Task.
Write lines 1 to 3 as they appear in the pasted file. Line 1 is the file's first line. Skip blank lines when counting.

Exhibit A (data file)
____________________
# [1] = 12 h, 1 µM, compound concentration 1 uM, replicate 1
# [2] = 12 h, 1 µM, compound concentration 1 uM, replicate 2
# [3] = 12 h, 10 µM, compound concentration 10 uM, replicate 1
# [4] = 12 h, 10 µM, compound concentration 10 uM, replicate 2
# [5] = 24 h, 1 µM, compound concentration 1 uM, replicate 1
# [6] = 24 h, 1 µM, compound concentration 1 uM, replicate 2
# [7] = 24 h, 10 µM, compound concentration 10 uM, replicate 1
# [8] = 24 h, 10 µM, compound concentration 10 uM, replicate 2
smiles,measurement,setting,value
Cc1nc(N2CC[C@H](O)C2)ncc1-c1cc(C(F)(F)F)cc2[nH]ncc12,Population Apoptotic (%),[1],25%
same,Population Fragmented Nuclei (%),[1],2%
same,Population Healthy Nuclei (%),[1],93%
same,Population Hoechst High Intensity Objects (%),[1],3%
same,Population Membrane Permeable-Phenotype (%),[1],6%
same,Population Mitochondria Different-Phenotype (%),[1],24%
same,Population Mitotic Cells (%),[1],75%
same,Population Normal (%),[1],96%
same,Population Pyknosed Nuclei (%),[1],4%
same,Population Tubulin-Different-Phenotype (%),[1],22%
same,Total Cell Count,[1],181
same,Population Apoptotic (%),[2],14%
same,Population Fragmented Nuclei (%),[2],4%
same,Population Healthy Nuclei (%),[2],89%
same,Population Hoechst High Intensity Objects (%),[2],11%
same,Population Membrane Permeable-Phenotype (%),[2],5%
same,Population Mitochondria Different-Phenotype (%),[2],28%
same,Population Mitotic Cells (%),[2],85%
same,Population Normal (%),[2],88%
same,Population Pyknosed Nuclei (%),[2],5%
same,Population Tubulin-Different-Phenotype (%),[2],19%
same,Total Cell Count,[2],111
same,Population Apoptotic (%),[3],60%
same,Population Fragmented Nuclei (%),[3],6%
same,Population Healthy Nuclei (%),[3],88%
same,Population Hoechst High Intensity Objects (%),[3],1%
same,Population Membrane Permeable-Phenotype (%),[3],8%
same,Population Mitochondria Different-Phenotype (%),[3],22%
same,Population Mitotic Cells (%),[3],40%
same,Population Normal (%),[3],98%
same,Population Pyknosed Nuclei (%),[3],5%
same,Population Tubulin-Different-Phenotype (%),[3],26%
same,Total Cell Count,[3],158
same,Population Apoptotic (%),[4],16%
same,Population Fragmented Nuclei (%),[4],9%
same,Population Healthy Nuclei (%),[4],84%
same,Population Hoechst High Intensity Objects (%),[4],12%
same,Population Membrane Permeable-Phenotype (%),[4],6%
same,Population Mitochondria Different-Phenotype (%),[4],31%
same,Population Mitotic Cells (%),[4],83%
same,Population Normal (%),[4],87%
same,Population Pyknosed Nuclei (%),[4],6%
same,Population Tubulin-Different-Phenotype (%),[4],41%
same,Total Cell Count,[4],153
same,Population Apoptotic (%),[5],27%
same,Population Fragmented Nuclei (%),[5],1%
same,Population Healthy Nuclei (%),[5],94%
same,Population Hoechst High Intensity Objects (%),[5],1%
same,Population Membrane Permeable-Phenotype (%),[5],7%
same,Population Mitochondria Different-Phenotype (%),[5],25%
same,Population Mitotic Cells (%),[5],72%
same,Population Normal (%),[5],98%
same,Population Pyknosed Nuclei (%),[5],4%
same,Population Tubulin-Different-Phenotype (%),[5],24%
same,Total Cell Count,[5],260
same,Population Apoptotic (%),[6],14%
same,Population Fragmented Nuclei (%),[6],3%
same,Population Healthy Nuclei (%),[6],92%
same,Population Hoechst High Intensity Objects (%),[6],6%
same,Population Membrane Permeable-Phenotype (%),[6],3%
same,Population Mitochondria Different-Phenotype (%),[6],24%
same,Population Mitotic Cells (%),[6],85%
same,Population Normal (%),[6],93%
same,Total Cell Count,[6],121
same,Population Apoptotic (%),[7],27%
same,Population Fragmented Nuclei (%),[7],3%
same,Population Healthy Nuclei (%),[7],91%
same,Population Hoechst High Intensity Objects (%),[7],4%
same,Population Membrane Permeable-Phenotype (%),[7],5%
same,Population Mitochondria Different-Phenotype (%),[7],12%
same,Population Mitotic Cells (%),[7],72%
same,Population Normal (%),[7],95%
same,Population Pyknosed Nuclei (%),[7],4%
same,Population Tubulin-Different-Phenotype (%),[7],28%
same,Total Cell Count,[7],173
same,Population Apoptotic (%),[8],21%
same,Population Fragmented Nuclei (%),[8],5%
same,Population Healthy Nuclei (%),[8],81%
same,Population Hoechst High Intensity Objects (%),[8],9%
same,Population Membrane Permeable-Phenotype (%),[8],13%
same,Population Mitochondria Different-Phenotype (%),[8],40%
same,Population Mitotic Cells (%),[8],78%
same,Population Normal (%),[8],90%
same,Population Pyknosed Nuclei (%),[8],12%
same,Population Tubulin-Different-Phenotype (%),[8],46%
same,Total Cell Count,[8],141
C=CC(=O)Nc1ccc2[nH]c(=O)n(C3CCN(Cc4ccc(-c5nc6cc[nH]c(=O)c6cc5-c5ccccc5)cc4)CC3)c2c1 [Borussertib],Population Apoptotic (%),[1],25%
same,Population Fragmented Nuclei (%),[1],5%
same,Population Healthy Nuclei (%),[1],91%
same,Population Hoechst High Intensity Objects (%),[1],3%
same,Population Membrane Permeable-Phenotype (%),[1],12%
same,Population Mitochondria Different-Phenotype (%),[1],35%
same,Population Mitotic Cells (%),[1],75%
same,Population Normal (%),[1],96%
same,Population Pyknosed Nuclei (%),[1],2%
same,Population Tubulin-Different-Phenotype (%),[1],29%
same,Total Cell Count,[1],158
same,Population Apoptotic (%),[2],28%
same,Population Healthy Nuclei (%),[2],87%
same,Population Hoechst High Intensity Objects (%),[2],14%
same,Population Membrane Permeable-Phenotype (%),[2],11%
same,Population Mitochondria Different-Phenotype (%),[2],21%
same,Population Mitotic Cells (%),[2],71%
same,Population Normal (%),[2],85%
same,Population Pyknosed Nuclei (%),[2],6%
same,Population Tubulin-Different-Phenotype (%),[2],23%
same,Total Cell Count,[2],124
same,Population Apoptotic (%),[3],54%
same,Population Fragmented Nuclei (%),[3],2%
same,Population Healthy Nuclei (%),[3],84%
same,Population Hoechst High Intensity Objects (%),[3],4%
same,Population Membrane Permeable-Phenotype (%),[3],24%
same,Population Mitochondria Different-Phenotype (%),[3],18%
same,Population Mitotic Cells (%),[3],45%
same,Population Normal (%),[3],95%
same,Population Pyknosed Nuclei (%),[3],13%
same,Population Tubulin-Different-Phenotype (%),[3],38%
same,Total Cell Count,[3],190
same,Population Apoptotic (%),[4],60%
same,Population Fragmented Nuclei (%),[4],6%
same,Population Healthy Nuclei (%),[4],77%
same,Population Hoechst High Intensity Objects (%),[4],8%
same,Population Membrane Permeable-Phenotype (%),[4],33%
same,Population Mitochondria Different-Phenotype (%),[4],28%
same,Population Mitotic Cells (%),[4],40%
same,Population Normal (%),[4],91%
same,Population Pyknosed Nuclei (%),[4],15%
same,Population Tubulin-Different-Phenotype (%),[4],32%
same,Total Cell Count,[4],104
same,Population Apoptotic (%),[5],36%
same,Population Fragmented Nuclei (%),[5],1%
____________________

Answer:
# [1] = 12 h, 1 µM, compound concentration 1 uM, replicate 1
# [2] = 12 h, 1 µM, compound concentration 1 uM, replicate 2
# [3] = 12 h, 10 µM, compound concentration 10 uM, replicate 1